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Thread: Jefferson Rescue

  1. #1
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    Default Jefferson Rescue

    I'm not sure if there was any discussion on this forum about the recent rescue on Jefferson, I don't think there was. Here is the story as it appeared the next day.

    CONCORD, N.H. - An injured hiker was airlifted off Mount Jefferson in New Hampshire's White Mountains this morning (Tuesday, August 28, 2007). Quentas Chess, age 53, of Mamaroneck, NY, had been hiking with three companions on the Jefferson Loop Trail when he was injured after tripping and falling face-first onto a rocky area.

    The injury occurred at approximately 4 p.m. yesterday (August 27, 2007). The injured man's hiking party included his brother, a doctor, who was able to stabilize his condition and secure him in a tent while they attempted to call for help. At about 7 p.m. they notified the New Hampshire Fish and Game Department via cell phone that their injured companion was unable to walk down the mountain.

    Rescuers set off at daylight today (August 28, 2007) to locate the hiking party. A team of two N.H. Fish and Game Conservation Officers - paramedic Brad Morse and first-responder Mark Ober - along with Mike Pelchat of the Androscoggin Valley Search and Rescue team and N.H. State Parks, hiked out from the summit of Mount Washington. An Army National Guard helicopter was called in to assist with the evacuation.

    At approximately 8:30 a.m., Chess was airlifted off the mountain by the Army National Guard helicopter. He was then transported by ambulance to Concord Hospital.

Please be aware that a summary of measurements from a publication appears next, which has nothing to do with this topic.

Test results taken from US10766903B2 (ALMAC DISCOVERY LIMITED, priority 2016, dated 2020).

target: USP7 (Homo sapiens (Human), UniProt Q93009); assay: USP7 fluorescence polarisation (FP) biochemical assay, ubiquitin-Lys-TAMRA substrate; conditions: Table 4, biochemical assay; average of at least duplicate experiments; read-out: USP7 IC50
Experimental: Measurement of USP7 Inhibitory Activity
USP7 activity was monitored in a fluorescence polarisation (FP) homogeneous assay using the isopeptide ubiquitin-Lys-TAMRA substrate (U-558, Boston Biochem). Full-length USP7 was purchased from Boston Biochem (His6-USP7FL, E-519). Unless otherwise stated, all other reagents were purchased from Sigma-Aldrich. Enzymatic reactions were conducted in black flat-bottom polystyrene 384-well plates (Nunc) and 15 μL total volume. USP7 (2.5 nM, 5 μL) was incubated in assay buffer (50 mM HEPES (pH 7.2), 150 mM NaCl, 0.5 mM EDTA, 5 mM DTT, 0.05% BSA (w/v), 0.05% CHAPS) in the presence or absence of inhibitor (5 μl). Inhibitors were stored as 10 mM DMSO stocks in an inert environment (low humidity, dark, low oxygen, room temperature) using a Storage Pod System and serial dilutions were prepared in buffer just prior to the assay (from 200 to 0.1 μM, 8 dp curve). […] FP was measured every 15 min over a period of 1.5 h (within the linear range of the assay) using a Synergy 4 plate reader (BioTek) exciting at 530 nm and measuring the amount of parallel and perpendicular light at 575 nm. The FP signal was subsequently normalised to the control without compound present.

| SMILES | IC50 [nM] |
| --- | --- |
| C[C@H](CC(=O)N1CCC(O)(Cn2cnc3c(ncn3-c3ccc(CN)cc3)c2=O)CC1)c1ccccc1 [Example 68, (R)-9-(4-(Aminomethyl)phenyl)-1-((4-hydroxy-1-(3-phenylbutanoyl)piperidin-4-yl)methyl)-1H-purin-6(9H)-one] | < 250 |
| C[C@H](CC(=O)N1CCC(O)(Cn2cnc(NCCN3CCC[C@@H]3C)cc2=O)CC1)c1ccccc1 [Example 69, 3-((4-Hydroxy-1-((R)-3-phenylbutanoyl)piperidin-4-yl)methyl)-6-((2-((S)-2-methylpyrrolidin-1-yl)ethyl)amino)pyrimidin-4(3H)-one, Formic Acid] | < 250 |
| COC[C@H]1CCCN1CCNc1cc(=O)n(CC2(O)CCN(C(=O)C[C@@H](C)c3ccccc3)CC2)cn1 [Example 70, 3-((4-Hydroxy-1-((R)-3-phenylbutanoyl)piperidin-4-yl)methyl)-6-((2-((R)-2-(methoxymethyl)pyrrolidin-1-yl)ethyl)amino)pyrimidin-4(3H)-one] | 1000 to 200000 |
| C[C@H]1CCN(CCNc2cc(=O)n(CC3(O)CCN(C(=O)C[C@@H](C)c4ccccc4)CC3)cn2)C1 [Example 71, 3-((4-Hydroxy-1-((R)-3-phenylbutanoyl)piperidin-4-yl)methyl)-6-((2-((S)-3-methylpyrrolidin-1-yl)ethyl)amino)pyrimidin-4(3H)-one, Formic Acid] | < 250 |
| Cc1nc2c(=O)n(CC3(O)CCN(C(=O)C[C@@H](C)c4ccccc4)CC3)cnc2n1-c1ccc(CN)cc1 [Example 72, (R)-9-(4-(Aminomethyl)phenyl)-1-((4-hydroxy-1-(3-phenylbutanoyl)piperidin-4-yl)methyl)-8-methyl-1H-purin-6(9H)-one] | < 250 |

No further information is available at this time.

    I recieved this update from buddy Mike Pelchat from the State Park. As you know, he's been involved in a rescue or three up there.

    "The hiker who smacked his eye by falling face first without even outstretching a hand to help break the fall, looked a lot worse in person. He lost sight in that eye, maybe a detached retina too, hope he'll recover his sight, haven't heard yet. I may have to pull this clip if F&G thinks its not PC due to HEPA rules but its up for now."

    Here is a link to the youtube film of the rescue:

    http://www.youtube.com/watch?v=f4zopIY_q8s

    Thanks Mike, AVSAR and NH Fish and Game, and especially NHANG who made this quick med flight off of Jefferson possible. This guy took a tumble. It had nothing to do with experience or conditions, it could have been any one of us!

    KDT

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    Default

    Thanks for posting.

    Wow, they landed a helicopter on Mount Jefferson.

    More importantly I rediscovered Mike's videos. That power line project is slightly more destructive than I thought. I hope they do a good job cleaning up their mess.
    Bill
    Next up: Vermont City Marathon: May, 2011
    EasternLight

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    Thanks for sharing this with us! We hear about SAR's all the time but that video brings it closer to home. It helps give a greater appreciation for those who are dedicated to risking there lives for the well being of others. Hopefully F&G won't pull this clip but that it will boost awareness of what they do as well as help boost funding.